The full JEiE Volume 7, Number 1, previous issues of JEiE, and all articles can be downloaded for free from the INEE website:

The full text of each article is available in English; the abstract and title of each article has been translated into Arabic, French, Portuguese, and Spanish. 


Editorial Note: Journal on Education in Emergencies: Volume 7, Number 1
Sweta Shah and Joan Lombardi

In this Editorial Note, lead editors Sweta Shah and Joan Lombardi introduce the key themes, trends, and novel contributions to evidence on ECD in emergencies offered in JEiE Volume 7, Number 1.

Effects of Two Early Childhood Interventions on the Developmental Outcomes of Children in Post-Earthquake Nepal
Jonathan Seiden, Valeria Kunz, Sara Dang, Matrika Sharma, and Sagar Gyawali

Natural disasters pose immense challenges to young children by exposing them to a high degree of adversity during a critical period. Interventions designed to build resilience in the aftermath of natural disasters may help buffer the negative consequences of these adverse experiences. In this article, we report the results of our quasi-experimental evaluations of two interventions designed  by Save the Children to improve children’s developmental outcomes and parental engagement. These interventions provided resources across eco-developmental levels to young survivors of the 2015 earthquake in Nepal’s Sindhupalchowk district. The first was a caregiver-focused intervention aimed at improving early stimulation, responsive caregiving, and positive parenting skills for children ages 0-3; the other was an ECD center and facilitator-focused intervention aimed at improving the quality of learning environments, family engagement, and psychosocial supports for children 3-6 years old.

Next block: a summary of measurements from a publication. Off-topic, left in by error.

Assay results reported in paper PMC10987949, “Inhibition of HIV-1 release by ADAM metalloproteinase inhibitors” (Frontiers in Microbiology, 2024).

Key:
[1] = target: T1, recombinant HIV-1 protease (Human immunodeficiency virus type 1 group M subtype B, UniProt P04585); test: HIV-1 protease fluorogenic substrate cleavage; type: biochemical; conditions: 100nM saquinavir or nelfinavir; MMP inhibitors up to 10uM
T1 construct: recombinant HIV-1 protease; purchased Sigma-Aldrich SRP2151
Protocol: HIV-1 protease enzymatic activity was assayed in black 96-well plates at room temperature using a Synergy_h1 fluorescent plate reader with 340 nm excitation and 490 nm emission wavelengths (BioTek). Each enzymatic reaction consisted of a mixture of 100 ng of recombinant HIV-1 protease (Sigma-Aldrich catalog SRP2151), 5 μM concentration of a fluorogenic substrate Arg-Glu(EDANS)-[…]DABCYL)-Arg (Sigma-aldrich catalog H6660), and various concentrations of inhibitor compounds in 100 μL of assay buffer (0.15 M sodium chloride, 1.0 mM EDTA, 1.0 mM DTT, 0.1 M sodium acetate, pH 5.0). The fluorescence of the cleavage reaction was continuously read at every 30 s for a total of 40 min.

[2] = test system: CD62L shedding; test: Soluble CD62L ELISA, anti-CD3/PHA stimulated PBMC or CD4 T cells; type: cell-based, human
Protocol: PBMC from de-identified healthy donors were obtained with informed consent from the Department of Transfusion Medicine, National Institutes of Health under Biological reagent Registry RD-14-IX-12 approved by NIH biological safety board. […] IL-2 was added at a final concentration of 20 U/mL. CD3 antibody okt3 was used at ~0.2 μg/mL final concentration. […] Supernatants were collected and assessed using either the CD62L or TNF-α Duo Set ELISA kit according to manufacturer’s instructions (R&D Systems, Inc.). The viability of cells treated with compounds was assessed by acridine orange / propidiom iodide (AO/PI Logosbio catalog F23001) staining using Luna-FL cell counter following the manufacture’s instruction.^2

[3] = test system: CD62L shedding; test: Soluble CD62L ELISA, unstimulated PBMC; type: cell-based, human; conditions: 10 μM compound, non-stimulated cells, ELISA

We found that the interventions had a mixed impact. The age 0-3 components had no detectable effect on developmental outcomes. The age 3-6 components had a positive impact on children’s early learning and development, particularly their preacademic skills. Neither intervention improved parental engagement. We highlight the challenges of implementing family-focused interventions in emergency contexts and the importance of the delivery agents in ECD programs. These evaluations demonstrate that bolstering the quality of early learning environments and the skills of ECD facilitators can have a meaningful impact on child-level outcomes, even in postdisaster and emergency settings.

Early Childhood Development in the Aftermath of the 2016 Wildfires in Alberta, Canada 
Julie L. Drolet, Caroline McDonald-Harker, Nasreen Lalani, Sarah McGreer, Matthew R. G. Brown, and Peter H. Silverstone